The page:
EN and me

I write a lot about co- writing and the particular people I work with. But there’s one co-writing situation I don’t talk much about. And I should own up. I have been in a writing relationship with EN – full name EN Dnote  – for over twenty years. I confess that I have very occasionally flirted with other newer, cheaper models, but have always returned.

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Like all bibliographic software, EN is a great time-saver. I can’t imagine writing a long document like a book without being able to amass citations and references as the work proceeds.

I know a lot of people do somehow get along without a scholarly labour saving assistance, but really – why? Is it the initial time you have to spend settling EN into your writing stuff/time/space that puts you off? You know all that time you non EN lovers spend post-draft doing the references? It quickly adds up to more than you’d spend if you established an ongoing, working EN library. It’s time well spent I can assure you –  it’s great finishing writing a draft, knowing that you’re done with the referencing at the same time.

I actually hate having to do without EN. Very occasionally I have to write something for a publication which has a style so peculiar EN struggles. It’s then I realise how much I depend on EN. My process of writing and EN have become entangled. I like the way EN’s small window sits alongside my docs on screen. EN is constant, always there. I can search EN at any time I choose and material is simply waiting for me to call it up.

I am seriously accustomed to working together with EN on a text. And not just to do the drafting and revising. Sometimes I use EN to mass a set of notes which I can massage into an outline. Mostly EN and I proceed together at the same pace through writing but occasionally, I let EN have little rests, and we then do a retro-reference job.

And EN has changed over the years. Like me, they’ve got better at academic writing. Once a pretty simple data base – best thought of as electronic library cards – EN, like its companions, is now meshed into the web and multiple libraries and platforms. EN stores PDFs if you want it to, can talk with other people’s EN libraries, has multiple styles and can even make new bespoke styles with you.

Hang on, any bibliographic software can do this, I hear you say. Well yes. That’s true.

But EN and I have shared history. Twenty years’ worth of reading for writing is accumulated in my EN’s files. I can’t possibly remember all of this. But EN does. I do have to help EN with memory work by making sure that I enter all of the appropriate notes and key words. But once primed, EN is almost infallibly reliable. Together, we have a prodigious grasp of over nine thousand books, papers and newspaper clips.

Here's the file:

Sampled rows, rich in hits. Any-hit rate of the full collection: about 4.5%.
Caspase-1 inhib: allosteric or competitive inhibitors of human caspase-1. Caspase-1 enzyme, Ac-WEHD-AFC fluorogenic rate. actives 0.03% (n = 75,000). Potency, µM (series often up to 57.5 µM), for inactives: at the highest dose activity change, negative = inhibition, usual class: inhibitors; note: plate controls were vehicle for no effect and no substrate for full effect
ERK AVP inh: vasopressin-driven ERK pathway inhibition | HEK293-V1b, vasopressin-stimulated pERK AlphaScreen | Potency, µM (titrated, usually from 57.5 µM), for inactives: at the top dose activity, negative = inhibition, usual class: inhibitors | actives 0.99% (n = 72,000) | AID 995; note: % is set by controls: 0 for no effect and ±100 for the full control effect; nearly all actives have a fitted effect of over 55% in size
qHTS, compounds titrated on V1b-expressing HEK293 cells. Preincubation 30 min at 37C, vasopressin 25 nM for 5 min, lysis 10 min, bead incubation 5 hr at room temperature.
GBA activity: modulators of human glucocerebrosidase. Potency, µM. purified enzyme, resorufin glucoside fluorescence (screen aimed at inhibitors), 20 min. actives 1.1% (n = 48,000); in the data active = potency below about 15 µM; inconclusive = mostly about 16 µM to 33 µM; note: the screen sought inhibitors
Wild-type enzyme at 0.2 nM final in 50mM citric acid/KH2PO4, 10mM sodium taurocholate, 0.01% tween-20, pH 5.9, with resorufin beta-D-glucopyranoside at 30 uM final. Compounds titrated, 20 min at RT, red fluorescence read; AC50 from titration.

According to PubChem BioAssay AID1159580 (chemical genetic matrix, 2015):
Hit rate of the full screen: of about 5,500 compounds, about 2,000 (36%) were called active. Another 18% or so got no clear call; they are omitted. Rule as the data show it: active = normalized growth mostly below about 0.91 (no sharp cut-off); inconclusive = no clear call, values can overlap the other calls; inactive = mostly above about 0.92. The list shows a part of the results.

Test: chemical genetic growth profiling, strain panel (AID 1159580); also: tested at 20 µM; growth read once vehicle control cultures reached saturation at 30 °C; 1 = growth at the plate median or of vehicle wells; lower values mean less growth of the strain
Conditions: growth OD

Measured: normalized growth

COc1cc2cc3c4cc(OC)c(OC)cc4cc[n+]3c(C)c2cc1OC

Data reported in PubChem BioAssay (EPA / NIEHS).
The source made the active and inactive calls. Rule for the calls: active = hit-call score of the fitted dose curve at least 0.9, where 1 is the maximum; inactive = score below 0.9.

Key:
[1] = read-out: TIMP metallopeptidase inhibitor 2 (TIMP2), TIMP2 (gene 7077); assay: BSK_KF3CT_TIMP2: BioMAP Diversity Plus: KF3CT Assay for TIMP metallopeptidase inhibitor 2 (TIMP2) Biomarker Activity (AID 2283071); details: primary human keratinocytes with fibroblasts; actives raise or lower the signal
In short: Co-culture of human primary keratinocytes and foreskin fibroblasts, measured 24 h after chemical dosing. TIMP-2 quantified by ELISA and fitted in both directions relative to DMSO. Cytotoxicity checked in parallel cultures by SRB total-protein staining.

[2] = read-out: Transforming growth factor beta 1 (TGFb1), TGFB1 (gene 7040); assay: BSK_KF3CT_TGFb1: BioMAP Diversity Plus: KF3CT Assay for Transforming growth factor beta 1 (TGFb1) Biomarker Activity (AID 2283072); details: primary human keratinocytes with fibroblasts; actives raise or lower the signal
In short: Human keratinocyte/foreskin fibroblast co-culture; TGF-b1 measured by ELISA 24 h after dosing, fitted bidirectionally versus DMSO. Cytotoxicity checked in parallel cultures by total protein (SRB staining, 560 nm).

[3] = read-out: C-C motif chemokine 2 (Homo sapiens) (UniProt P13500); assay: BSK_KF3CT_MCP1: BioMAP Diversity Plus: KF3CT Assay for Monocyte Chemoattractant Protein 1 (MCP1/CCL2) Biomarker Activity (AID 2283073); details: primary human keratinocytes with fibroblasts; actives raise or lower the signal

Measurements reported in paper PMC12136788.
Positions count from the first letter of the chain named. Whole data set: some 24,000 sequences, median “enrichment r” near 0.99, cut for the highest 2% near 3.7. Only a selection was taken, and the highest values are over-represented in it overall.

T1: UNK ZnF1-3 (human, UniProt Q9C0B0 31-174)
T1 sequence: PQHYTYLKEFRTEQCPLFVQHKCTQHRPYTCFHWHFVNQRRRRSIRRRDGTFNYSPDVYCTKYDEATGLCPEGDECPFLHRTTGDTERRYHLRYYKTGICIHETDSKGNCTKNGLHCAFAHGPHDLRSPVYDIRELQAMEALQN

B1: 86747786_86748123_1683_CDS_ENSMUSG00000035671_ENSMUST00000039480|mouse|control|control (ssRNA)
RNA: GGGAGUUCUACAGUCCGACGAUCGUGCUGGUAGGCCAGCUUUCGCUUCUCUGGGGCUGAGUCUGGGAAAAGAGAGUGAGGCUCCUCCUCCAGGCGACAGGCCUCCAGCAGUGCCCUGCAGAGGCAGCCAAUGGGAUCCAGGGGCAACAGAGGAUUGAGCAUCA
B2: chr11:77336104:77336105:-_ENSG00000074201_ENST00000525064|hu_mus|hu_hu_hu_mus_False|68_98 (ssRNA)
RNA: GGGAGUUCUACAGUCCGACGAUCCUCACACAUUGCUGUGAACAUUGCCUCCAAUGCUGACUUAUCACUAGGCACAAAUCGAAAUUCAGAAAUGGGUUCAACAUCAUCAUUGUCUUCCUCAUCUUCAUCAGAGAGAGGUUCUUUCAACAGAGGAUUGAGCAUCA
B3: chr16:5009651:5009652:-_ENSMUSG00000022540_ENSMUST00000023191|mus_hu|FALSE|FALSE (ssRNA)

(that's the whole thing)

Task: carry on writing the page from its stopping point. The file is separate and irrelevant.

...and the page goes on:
EN and I know each other’s eccentricities and needs. EN knows that I often require work on very long book texts and they are up for the challenge. And I found out early on that if I didn’t enter book and paper titles in lower case, and use surname, Christian name format for authors, then EN would sometimes struggle to produce orderly references.

But very occasionally EN deserts me. Well this usually isn’t EN’s fault, to be fair. There was a time not too long ago when word processing updates got way ahead of EN and I could no longer cite and reference. Forced to choose between writing with EN or not, I uninstalled the new wordprocess software. New wordprocess or EN? It wasn’t a choice.

And just the other day when I migrated data from my desktop to a brand new laptop, EN decided not to move into the new environment. I panicked. Where would I be without EN? What use was this expensive new laptop without EN? The whole point of getting new gear was so that I could write anywhere, anytime, and for that I needed EN. I soon realised I was at fault not EN. I needed to do a total migration of data in order to get EN on board with me. Once I’d done that, we were reconciled.

I know other people have other bibliographic software loves and fancies and that’s well and good. To each their own.  EN is my choice of co-writer. You see, EN and I just suit each other. There may well be better, faster and smarter models on the market now, although I have yet to be entirely convinced of this, no matter what you say.

EN and I are one. Divided we are weak. Together we are powerful. It will take quite a bit to make me forget twenty years together.

Twenty years and still going strong. EN, here’s to a great post-humanist writing collaboration.

About pat thomson

Pat Thomson is Professor of Education in the School of Education, The University of Nottingham, UK
This entry was posted in co-writing, Endnote, Uncategorized and tagged , , . Bookmark the permalink.

2 Responses to EN and me

  1. Emily Nelson says:

    I once strayed from EN and flirted with Zotero – I got a virus! I have been faithful ever since!

    Like

  2. Haitham Al-Sheeshany says:

    I never used a bibliographic software before embarking my PhD programme (my eyes hate me for that!). I began using EN because it was available on the library’s PCs and I loved it. Later on I experimented with Mendeley but I got puzzled by it so I stuck with EN. I asked my supervisors for suggestions and both of them are long time users of EN so I never switched. I realise the key features are the same but it is a matter of what you -and your eyes- are comfortable with.

    20 years is certainly a keeper I’d say :). Not sure if EN and I are going to part/keep company or not, probably yes though.

    Thanks Pat.

    Like

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